Last month, Tesla revealed that it was working on a music-streaming service for its vehicles (and, presumably, other environments, such as smartphones).
Tesla has a lot going on now, from the initial rollout of the $35,000 Model 3 mass-market to CEO Elon Musk’s apparent plans to support a Hyperloop route between New York and Washington, DC. But the streaming service is particularly notable, mainly because it’s so plausible.
The service is unnamed, but we’re going to suggest “Tesla Tunes” over “Tesla Music.” Regardless of what it ends up being called — and whether Musk, evidently a fan of classic rap and hip-hop as well as certain Rolling Stones numbers, hosts his own show — it is one of the best ideas the company has had in a while.
The streaming-service concept follows on the heels of some questionable ideas, chief among them the 2016 acquisition of SolarCity, which loaded up Tesla’s balance sheet with debt and created a transportation-and-energy conglomerate that is now difficult to accurately value.
Here’s a breakdown of the brilliance of Tesla Tunes:
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1. Subscription services are lucrative.
The classic problem of the auto industry is that you sell the car once and then have to wait at least a few years before the customer returns to buy again.
For decades, car companies have worked to sell owners various add-ons, such as extended-service warranties. Since the mid-1990s, General Motors has developed OnStar, a suite of connectivity features that predates the modern infotainment system and is GM’s main way to leverage its fleet-wide 4G LTE Wi-Fi offering.
Now, with touchscreens and computers in almost every new car, the logic of offering more services linked to data and entertainment is impossible to resist. For Tesla, the model here is obviously Apple, which created a device — the iPod — and then linked it to a music service, iTunes, in which it took a 30% cut on every song sold.
That was the prestreaming world. Tesla could simply partner with Spotify or Pandora or Tidal — or some combination of all of them — or make a deal with SiriusXM, a near-ubiquitous in-car satellite radio service. There’s ample precedent for this, with many vehicles’ infotainment systems offering streaming integration.
It’s worth noting that Apple and Google are also in on the act, with CarPlay and Android Auto allowing users to connect their smartphones to their vehicles and access streaming via that route.
But under all these scenarios, Tesla would be sharing. And maybe Musk doesn’t want to share. Or perhaps he doesn’t want to concede that Tesla, in many ways a software company, can’t develop its own proprietary service and keep the entire profit margin, which could be considerable even given the hefty costs of licensing a large library of music and audio entertainment.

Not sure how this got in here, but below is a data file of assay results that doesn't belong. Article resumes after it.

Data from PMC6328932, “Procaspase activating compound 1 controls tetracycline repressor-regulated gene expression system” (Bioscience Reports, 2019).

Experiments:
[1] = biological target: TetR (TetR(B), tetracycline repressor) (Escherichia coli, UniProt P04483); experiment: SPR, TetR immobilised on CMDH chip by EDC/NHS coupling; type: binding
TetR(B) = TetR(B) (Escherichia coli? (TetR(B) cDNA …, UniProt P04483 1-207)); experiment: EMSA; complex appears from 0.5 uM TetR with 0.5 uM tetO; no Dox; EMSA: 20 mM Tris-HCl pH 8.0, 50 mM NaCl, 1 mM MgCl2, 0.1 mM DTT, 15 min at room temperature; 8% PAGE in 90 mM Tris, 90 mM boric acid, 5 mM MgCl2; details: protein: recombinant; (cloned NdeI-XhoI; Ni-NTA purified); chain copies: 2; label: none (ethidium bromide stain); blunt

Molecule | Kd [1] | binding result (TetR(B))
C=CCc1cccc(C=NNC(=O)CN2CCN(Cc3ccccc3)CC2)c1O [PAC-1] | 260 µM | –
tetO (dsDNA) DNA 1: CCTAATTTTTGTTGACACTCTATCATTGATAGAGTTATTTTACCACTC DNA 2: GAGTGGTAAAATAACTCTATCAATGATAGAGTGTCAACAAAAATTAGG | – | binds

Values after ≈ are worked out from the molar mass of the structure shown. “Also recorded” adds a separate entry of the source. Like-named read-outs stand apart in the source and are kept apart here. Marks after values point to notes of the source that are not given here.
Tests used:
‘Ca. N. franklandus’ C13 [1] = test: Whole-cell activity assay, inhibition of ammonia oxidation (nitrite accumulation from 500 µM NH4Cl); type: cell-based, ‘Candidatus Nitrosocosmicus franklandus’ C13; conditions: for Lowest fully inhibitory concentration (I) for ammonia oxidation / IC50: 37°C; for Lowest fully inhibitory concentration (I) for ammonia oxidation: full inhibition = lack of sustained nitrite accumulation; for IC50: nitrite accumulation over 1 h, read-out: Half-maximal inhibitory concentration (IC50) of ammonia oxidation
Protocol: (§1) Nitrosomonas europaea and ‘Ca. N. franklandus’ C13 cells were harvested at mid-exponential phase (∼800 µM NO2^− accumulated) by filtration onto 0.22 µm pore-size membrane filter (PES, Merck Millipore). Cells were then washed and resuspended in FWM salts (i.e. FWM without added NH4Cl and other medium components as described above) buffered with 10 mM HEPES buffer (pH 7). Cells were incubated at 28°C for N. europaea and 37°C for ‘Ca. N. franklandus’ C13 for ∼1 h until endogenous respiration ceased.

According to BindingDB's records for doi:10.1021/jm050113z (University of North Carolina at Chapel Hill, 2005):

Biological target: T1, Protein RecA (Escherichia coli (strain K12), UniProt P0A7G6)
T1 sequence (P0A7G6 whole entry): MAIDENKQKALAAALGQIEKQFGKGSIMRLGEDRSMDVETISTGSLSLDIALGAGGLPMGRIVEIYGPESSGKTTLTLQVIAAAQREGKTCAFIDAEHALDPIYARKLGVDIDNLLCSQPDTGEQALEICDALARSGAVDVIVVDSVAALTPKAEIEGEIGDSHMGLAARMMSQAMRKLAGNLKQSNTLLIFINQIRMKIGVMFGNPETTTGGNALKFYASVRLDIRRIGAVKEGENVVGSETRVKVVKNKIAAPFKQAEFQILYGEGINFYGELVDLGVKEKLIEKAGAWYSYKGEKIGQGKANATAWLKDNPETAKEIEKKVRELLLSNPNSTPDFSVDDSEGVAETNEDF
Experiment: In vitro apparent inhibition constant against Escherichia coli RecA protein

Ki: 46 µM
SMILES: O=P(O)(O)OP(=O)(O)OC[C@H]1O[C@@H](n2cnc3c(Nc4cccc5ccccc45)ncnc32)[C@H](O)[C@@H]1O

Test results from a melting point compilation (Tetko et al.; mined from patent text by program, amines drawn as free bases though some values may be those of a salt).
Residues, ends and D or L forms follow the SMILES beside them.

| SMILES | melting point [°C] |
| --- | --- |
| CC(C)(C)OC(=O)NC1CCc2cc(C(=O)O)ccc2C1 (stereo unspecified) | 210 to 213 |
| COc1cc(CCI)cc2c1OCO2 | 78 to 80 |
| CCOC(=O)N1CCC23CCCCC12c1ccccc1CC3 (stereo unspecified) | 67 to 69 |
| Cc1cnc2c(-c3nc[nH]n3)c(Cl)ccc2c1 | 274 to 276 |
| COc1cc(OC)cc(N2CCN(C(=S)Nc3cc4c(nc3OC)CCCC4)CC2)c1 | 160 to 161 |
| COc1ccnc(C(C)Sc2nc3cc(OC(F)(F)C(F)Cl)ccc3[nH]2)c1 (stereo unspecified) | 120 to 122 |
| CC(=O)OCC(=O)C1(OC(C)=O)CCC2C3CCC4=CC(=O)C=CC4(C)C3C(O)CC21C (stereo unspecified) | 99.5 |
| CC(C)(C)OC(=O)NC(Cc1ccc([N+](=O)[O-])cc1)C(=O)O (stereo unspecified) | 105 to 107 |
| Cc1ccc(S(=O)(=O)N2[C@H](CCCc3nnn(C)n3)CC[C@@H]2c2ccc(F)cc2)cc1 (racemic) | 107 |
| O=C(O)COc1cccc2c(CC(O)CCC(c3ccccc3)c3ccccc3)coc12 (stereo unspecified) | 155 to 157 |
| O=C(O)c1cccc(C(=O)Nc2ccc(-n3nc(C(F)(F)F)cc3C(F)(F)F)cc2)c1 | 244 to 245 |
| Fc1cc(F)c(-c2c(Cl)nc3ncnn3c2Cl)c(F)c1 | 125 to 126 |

2. A lot of music labels would want their content in Tesla vehicles.
Regardless of what you think about electric cars or Musk himself, there’s no denying that Tesla cars are cool.
They always have been, from the early days of the first high-performance Roadster, which demonstrated that EVs could be much more than glorified golf carts.
The 400,000 preorders on the forthcoming Model 3 prove that a lot of people want in on the Tesla experience and are willing to put down $1,000 apiece for the privilege of spending $35,000 to buy the entire car two years later.
Even before the Model 3, Teslas were the favored vehicles of the Silicon Valley elite. Tesla’s cars are rolling validation of the high-risk tech ideology and evidence that a new car company could be created in the US, a feat not achieved in decades before Musk and Tesla came along.
Music streaming is very techy and very Silicon Valley: Don’t own music, subscribe. Control the platform, get other people to produce the content, and then take a fat cut of the revenue because you own the largest distribution channel and can call your shots.
This could just be the beginning for Tesla’s subscription services. Music makes for an abundantly cool start, but hundreds of thousands of customers on the road — many with respectable net worths who won’t balk at a $25-a-month charge for something desirable – are likely to have other addressable wants and needs.
3. Music streaming would enable Tesla to own another marketable flow of data.
What you listen to is a flow of data points, and that flow can be organized, monitored, diced-and-sliced, and then sold to marketers.
Tesla already keeps track of its vehicles, largely for safety reasons. But the expectation in the auto industry is that car-related data could be a huge future business with double-digit margins (building and selling vehicles yields at best 10% in good times for most carmakers) and low capital costs.
Ancillary businesses are already part of Tesla’s program, so this wouldn’t be anything new. The carmaker racks up zero-emission credits, thanks to producing no vehicles that produce tailpipe pollutants, and Tesla can sell them. Musk, however, has often complained that his company doesn’t earn as much from these sales as it should.
A subscription music business could also provide Tesla with an advertising platform, keyed to tiered pricing. For example, a basic service might host ads, whereas a higher tier would eliminate them.
See the rest of the story at Business Insider